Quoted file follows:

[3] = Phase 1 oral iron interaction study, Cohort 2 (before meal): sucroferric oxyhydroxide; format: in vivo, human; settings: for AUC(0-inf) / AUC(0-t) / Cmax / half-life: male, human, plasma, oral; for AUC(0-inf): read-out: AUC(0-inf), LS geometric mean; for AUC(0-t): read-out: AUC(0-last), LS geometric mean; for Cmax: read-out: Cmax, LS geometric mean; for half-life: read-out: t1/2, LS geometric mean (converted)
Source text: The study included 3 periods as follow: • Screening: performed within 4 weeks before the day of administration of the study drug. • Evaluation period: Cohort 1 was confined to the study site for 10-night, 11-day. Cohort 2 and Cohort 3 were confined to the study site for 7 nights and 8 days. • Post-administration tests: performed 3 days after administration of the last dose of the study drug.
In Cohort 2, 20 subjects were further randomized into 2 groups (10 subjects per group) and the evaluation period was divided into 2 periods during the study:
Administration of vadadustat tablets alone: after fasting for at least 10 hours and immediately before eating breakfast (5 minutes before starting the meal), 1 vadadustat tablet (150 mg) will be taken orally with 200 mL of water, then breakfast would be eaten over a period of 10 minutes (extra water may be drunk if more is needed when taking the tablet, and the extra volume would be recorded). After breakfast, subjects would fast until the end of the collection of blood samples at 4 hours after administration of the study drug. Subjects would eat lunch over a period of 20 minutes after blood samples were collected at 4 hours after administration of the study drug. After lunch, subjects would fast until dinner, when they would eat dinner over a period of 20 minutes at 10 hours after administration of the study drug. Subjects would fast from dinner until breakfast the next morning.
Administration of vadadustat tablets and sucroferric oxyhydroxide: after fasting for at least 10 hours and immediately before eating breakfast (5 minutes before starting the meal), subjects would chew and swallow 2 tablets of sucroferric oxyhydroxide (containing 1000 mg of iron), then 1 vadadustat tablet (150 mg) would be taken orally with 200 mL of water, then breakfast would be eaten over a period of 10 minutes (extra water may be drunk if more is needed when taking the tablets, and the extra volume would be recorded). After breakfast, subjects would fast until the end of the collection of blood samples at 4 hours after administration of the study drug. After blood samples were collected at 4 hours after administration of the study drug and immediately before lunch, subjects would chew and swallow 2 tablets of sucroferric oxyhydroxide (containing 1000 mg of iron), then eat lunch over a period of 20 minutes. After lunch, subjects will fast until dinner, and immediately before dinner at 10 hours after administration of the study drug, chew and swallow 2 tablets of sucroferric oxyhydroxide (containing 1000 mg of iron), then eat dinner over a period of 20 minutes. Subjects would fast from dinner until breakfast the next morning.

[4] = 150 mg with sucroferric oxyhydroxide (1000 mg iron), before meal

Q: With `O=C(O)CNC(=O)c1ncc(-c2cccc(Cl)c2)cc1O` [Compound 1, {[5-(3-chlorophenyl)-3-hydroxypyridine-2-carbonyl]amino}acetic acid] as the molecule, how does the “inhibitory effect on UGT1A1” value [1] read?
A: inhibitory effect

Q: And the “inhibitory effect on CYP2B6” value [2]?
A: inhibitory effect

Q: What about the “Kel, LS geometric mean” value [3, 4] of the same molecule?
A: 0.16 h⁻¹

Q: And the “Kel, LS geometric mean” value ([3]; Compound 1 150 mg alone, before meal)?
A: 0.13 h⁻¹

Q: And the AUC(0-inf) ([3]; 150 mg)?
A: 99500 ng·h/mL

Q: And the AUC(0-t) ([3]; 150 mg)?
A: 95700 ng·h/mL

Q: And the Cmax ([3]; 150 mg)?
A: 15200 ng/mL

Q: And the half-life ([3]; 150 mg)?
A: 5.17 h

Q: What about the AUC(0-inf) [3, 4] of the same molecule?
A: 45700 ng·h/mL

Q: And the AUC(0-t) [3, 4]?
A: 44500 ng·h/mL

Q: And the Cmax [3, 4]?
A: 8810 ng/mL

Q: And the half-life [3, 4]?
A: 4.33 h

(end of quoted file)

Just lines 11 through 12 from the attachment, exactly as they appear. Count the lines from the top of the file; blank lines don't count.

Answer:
Q: What about the “Kel, LS geometric mean” value [3, 4] of the same molecule?
A: 0.16 h⁻¹